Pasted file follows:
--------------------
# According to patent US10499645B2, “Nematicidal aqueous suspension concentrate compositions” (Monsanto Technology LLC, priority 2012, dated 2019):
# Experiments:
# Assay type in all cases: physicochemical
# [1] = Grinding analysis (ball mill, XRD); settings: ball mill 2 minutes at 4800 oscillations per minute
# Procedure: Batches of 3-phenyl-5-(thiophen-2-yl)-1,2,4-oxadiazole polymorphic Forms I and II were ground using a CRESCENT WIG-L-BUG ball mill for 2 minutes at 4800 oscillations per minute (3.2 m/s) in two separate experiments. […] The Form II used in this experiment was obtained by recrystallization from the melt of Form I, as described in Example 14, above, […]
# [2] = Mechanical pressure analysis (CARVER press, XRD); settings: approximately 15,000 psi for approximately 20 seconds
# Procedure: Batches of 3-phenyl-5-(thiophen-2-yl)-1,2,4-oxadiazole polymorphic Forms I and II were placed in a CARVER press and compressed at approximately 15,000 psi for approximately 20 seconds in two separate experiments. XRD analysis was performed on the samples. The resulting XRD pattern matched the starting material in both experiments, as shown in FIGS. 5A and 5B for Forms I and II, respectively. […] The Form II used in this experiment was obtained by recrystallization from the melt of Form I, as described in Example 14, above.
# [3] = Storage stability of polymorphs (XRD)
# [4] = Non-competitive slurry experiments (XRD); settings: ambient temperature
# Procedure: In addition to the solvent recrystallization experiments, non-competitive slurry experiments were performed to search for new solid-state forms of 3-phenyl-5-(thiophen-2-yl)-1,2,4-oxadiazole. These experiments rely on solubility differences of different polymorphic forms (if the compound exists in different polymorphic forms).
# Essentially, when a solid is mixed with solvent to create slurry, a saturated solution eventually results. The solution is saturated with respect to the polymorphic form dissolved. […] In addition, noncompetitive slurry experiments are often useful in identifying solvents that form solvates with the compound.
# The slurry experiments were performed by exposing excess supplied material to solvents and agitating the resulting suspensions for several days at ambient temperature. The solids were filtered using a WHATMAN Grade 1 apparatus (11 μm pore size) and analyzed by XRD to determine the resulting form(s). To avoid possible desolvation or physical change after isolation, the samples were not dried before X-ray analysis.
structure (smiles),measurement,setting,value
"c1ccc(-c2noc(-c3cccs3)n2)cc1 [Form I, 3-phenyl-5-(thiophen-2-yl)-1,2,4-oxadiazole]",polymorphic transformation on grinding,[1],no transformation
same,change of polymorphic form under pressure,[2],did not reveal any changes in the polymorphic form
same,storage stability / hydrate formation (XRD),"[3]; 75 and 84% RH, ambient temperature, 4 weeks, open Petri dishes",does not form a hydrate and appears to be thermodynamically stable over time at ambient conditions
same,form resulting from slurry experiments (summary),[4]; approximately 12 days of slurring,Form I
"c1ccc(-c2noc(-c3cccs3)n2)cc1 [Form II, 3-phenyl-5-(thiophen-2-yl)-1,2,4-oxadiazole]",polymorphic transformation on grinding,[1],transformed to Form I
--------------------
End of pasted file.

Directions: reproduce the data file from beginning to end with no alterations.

# According to patent US10499645B2, “Nematicidal aqueous suspension concentrate compositions” (Monsanto Technology LLC, priority 2012, dated 2019):
# Experiments:
# Assay type in all cases: physicochemical
# [1] = Grinding analysis (ball mill, XRD); settings: ball mill 2 minutes at 4800 oscillations per minute
# Procedure: Batches of 3-phenyl-5-(thiophen-2-yl)-1,2,4-oxadiazole polymorphic Forms I and II were ground using a CRESCENT WIG-L-BUG ball mill for 2 minutes at 4800 oscillations per minute (3.2 m/s) in two separate experiments. […] The Form II used in this experiment was obtained by recrystallization from the melt of Form I, as described in Example 14, above, […]
# [2] = Mechanical pressure analysis (CARVER press, XRD); settings: approximately 15,000 psi for approximately 20 seconds
# Procedure: Batches of 3-phenyl-5-(thiophen-2-yl)-1,2,4-oxadiazole polymorphic Forms I and II were placed in a CARVER press and compressed at approximately 15,000 psi for approximately 20 seconds in two separate experiments. XRD analysis was performed on the samples. The resulting XRD pattern matched the starting material in both experiments, as shown in FIGS. 5A and 5B for Forms I and II, respectively. […] The Form II used in this experiment was obtained by recrystallization from the melt of Form I, as described in Example 14, above.
# [3] = Storage stability of polymorphs (XRD)
# [4] = Non-competitive slurry experiments (XRD); settings: ambient temperature
# Procedure: In addition to the solvent recrystallization experiments, non-competitive slurry experiments were performed to search for new solid-state forms of 3-phenyl-5-(thiophen-2-yl)-1,2,4-oxadiazole. These experiments rely on solubility differences of different polymorphic forms (if the compound exists in different polymorphic forms).
# Essentially, when a solid is mixed with solvent to create slurry, a saturated solution eventually results. The solution is saturated with respect to the polymorphic form dissolved. […] In addition, noncompetitive slurry experiments are often useful in identifying solvents that form solvates with the compound.
# The slurry experiments were performed by exposing excess supplied material to solvents and agitating the resulting suspensions for several days at ambient temperature. The solids were filtered using a WHATMAN Grade 1 apparatus (11 μm pore size) and analyzed by XRD to determine the resulting form(s). To avoid possible desolvation or physical change after isolation, the samples were not dried before X-ray analysis.
structure (smiles),measurement,setting,value
"c1ccc(-c2noc(-c3cccs3)n2)cc1 [Form I, 3-phenyl-5-(thiophen-2-yl)-1,2,4-oxadiazole]",polymorphic transformation on grinding,[1],no transformation
same,change of polymorphic form under pressure,[2],did not reveal any changes in the polymorphic form
same,storage stability / hydrate formation (XRD),"[3]; 75 and 84% RH, ambient temperature, 4 weeks, open Petri dishes",does not form a hydrate and appears to be thermodynamically stable over time at ambient conditions
same,form resulting from slurry experiments (summary),[4]; approximately 12 days of slurring,Form I
"c1ccc(-c2noc(-c3cccs3)n2)cc1 [Form II, 3-phenyl-5-(thiophen-2-yl)-1,2,4-oxadiazole]",polymorphic transformation on grinding,[1],transformed to Form I